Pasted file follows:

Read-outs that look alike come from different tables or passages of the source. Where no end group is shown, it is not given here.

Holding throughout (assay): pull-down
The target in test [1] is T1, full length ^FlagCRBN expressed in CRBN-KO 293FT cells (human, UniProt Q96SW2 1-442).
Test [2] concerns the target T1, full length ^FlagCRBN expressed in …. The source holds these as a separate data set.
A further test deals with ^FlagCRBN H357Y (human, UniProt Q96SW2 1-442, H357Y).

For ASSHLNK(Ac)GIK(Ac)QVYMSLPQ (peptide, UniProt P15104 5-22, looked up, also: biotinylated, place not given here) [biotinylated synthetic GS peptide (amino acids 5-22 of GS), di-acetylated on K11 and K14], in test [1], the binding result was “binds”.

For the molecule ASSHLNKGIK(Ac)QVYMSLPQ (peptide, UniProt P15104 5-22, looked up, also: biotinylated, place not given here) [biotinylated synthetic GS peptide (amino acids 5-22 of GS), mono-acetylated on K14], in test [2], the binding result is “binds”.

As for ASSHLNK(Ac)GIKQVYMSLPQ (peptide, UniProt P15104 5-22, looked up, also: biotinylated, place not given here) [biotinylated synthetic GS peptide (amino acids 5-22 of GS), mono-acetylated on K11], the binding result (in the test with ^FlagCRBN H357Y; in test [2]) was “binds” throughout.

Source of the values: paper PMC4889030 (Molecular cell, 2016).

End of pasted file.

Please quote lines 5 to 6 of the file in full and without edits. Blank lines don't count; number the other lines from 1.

A further test deals with ^FlagCRBN H357Y (human, UniProt Q96SW2 1-442, H357Y).

For ASSHLNK(Ac)GIK(Ac)QVYMSLPQ (peptide, UniProt P15104 5-22, looked up, also: biotinylated, place not given here) [biotinylated synthetic GS peptide (amino acids 5-22 of GS), di-acetylated on K11 and K14], in test [1], the binding result was “binds”.